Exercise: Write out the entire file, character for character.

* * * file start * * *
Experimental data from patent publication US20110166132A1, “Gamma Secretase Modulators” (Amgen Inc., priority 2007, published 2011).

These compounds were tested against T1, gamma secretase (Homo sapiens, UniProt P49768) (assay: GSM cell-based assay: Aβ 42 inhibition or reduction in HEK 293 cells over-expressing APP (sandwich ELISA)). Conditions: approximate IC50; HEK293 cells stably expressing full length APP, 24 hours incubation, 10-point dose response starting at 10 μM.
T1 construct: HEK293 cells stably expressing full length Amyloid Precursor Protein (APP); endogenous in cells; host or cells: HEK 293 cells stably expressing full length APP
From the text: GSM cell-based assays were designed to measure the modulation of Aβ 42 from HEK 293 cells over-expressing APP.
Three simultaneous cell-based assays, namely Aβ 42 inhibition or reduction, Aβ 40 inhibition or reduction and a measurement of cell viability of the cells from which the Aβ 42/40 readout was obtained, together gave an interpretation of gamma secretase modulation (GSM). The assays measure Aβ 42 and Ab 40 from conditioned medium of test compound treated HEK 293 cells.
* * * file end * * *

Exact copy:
Experimental data from patent publication US20110166132A1, “Gamma Secretase Modulators” (Amgen Inc., priority 2007, published 2011).

These compounds were tested against T1, gamma secretase (Homo sapiens, UniProt P49768) (assay: GSM cell-based assay: Aβ 42 inhibition or reduction in HEK 293 cells over-expressing APP (sandwich ELISA)). Conditions: approximate IC50; HEK293 cells stably expressing full length APP, 24 hours incubation, 10-point dose response starting at 10 μM.
T1 construct: HEK293 cells stably expressing full length Amyloid Precursor Protein (APP); endogenous in cells; host or cells: HEK 293 cells stably expressing full length APP
From the text: GSM cell-based assays were designed to measure the modulation of Aβ 42 from HEK 293 cells over-expressing APP.
Three simultaneous cell-based assays, namely Aβ 42 inhibition or reduction, Aβ 40 inhibition or reduction and a measurement of cell viability of the cells from which the Aβ 42/40 readout was obtained, together gave an interpretation of gamma secretase modulation (GSM). The assays measure Aβ 42 and Ab 40 from conditioned medium of test compound treated HEK 293 cells.